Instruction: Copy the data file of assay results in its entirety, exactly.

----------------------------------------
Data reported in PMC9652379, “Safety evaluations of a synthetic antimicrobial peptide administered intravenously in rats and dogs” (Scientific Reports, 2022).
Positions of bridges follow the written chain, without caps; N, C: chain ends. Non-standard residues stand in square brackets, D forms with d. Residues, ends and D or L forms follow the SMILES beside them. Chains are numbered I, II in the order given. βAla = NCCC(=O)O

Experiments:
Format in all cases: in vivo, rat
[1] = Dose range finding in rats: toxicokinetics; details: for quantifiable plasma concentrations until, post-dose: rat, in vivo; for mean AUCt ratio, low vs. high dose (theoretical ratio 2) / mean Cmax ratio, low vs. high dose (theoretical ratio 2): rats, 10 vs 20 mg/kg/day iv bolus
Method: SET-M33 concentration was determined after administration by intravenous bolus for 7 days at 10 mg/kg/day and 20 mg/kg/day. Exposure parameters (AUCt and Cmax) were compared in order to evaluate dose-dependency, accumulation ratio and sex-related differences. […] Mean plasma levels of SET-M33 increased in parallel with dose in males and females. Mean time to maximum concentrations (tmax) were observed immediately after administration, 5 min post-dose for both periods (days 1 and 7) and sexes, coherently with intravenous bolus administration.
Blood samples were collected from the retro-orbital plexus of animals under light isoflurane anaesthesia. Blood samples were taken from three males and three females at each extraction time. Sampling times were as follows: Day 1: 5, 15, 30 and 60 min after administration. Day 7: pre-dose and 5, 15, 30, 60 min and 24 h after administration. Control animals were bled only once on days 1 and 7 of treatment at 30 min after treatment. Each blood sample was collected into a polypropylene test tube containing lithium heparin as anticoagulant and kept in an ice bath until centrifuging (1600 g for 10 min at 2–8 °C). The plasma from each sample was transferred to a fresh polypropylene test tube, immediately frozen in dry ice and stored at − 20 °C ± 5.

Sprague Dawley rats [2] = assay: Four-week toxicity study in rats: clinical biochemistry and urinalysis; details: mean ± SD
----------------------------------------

Data reported in PMC9652379, “Safety evaluations of a synthetic antimicrobial peptide administered intravenously in rats and dogs” (Scientific Reports, 2022).
Positions of bridges follow the written chain, without caps; N, C: chain ends. Non-standard residues stand in square brackets, D forms with d. Residues, ends and D or L forms follow the SMILES beside them. Chains are numbered I, II in the order given. βAla = NCCC(=O)O

Experiments:
Format in all cases: in vivo, rat
[1] = Dose range finding in rats: toxicokinetics; details: for quantifiable plasma concentrations until, post-dose: rat, in vivo; for mean AUCt ratio, low vs. high dose (theoretical ratio 2) / mean Cmax ratio, low vs. high dose (theoretical ratio 2): rats, 10 vs 20 mg/kg/day iv bolus
Method: SET-M33 concentration was determined after administration by intravenous bolus for 7 days at 10 mg/kg/day and 20 mg/kg/day. Exposure parameters (AUCt and Cmax) were compared in order to evaluate dose-dependency, accumulation ratio and sex-related differences. […] Mean plasma levels of SET-M33 increased in parallel with dose in males and females. Mean time to maximum concentrations (tmax) were observed immediately after administration, 5 min post-dose for both periods (days 1 and 7) and sexes, coherently with intravenous bolus administration.
Blood samples were collected from the retro-orbital plexus of animals under light isoflurane anaesthesia. Blood samples were taken from three males and three females at each extraction time. Sampling times were as follows: Day 1: 5, 15, 30 and 60 min after administration. Day 7: pre-dose and 5, 15, 30, 60 min and 24 h after administration. Control animals were bled only once on days 1 and 7 of treatment at 30 min after treatment. Each blood sample was collected into a polypropylene test tube containing lithium heparin as anticoagulant and kept in an ice bath until centrifuging (1600 g for 10 min at 2–8 °C). The plasma from each sample was transferred to a fresh polypropylene test tube, immediately frozen in dry ice and stored at − 20 °C ± 5.

Sprague Dawley rats [2] = assay: Four-week toxicity study in rats: clinical biochemistry and urinalysis; details: mean ± SD